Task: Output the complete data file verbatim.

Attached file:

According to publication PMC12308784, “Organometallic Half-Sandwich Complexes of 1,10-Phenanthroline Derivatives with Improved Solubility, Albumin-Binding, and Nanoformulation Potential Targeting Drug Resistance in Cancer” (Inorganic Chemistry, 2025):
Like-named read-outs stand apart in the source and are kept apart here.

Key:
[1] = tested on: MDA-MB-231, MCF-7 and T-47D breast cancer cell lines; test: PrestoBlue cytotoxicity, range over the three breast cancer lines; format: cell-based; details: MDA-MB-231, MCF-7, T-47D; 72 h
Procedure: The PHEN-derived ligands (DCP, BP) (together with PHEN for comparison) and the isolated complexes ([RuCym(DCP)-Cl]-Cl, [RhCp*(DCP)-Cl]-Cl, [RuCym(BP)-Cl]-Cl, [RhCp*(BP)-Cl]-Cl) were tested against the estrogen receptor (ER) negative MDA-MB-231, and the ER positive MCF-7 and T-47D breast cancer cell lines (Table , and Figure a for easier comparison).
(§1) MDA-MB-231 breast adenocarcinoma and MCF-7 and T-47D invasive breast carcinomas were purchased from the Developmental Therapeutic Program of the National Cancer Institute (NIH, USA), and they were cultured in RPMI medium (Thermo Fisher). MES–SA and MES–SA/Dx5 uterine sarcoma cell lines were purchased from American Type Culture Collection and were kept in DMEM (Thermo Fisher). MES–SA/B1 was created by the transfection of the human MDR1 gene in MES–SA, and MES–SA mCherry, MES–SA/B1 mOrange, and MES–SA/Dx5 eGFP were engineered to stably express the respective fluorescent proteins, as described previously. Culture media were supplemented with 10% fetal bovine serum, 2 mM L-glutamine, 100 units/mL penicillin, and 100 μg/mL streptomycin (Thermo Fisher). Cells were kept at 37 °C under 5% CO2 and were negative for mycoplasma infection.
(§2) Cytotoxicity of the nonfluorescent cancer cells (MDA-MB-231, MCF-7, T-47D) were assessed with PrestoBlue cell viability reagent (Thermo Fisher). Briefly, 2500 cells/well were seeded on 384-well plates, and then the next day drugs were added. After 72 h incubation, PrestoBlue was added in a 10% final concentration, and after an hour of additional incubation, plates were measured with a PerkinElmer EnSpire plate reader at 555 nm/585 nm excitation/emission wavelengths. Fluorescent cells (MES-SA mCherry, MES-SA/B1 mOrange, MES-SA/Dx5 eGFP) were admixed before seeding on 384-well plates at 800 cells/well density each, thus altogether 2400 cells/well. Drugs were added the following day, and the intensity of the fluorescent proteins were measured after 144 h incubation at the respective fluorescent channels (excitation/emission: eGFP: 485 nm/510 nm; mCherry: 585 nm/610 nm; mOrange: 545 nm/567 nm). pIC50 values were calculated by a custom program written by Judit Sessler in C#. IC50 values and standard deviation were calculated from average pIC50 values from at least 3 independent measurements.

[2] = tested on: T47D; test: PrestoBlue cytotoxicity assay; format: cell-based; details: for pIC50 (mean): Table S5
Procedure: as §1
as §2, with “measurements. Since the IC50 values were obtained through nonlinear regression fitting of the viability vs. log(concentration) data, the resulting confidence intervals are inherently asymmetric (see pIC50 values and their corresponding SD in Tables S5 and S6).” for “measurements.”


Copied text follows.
According to publication PMC12308784, “Organometallic Half-Sandwich Complexes of 1,10-Phenanthroline Derivatives with Improved Solubility, Albumin-Binding, and Nanoformulation Potential Targeting Drug Resistance in Cancer” (Inorganic Chemistry, 2025):
Like-named read-outs stand apart in the source and are kept apart here.

Key:
[1] = tested on: MDA-MB-231, MCF-7 and T-47D breast cancer cell lines; test: PrestoBlue cytotoxicity, range over the three breast cancer lines; format: cell-based; details: MDA-MB-231, MCF-7, T-47D; 72 h
Procedure: The PHEN-derived ligands (DCP, BP) (together with PHEN for comparison) and the isolated complexes ([RuCym(DCP)-Cl]-Cl, [RhCp*(DCP)-Cl]-Cl, [RuCym(BP)-Cl]-Cl, [RhCp*(BP)-Cl]-Cl) were tested against the estrogen receptor (ER) negative MDA-MB-231, and the ER positive MCF-7 and T-47D breast cancer cell lines (Table , and Figure a for easier comparison).
(§1) MDA-MB-231 breast adenocarcinoma and MCF-7 and T-47D invasive breast carcinomas were purchased from the Developmental Therapeutic Program of the National Cancer Institute (NIH, USA), and they were cultured in RPMI medium (Thermo Fisher). MES–SA and MES–SA/Dx5 uterine sarcoma cell lines were purchased from American Type Culture Collection and were kept in DMEM (Thermo Fisher). MES–SA/B1 was created by the transfection of the human MDR1 gene in MES–SA, and MES–SA mCherry, MES–SA/B1 mOrange, and MES–SA/Dx5 eGFP were engineered to stably express the respective fluorescent proteins, as described previously. Culture media were supplemented with 10% fetal bovine serum, 2 mM L-glutamine, 100 units/mL penicillin, and 100 μg/mL streptomycin (Thermo Fisher). Cells were kept at 37 °C under 5% CO2 and were negative for mycoplasma infection.
(§2) Cytotoxicity of the nonfluorescent cancer cells (MDA-MB-231, MCF-7, T-47D) were assessed with PrestoBlue cell viability reagent (Thermo Fisher). Briefly, 2500 cells/well were seeded on 384-well plates, and then the next day drugs were added. After 72 h incubation, PrestoBlue was added in a 10% final concentration, and after an hour of additional incubation, plates were measured with a PerkinElmer EnSpire plate reader at 555 nm/585 nm excitation/emission wavelengths. Fluorescent cells (MES-SA mCherry, MES-SA/B1 mOrange, MES-SA/Dx5 eGFP) were admixed before seeding on 384-well plates at 800 cells/well density each, thus altogether 2400 cells/well. Drugs were added the following day, and the intensity of the fluorescent proteins were measured after 144 h incubation at the respective fluorescent channels (excitation/emission: eGFP: 485 nm/510 nm; mCherry: 585 nm/610 nm; mOrange: 545 nm/567 nm). pIC50 values were calculated by a custom program written by Judit Sessler in C#. IC50 values and standard deviation were calculated from average pIC50 values from at least 3 independent measurements.

[2] = tested on: T47D; test: PrestoBlue cytotoxicity assay; format: cell-based; details: for pIC50 (mean): Table S5
Procedure: as §1
as §2, with “measurements. Since the IC50 values were obtained through nonlinear regression fitting of the viability vs. log(concentration) data, the resulting confidence intervals are inherently asymmetric (see pIC50 values and their corresponding SD in Tables S5 and S6).” for “measurements.”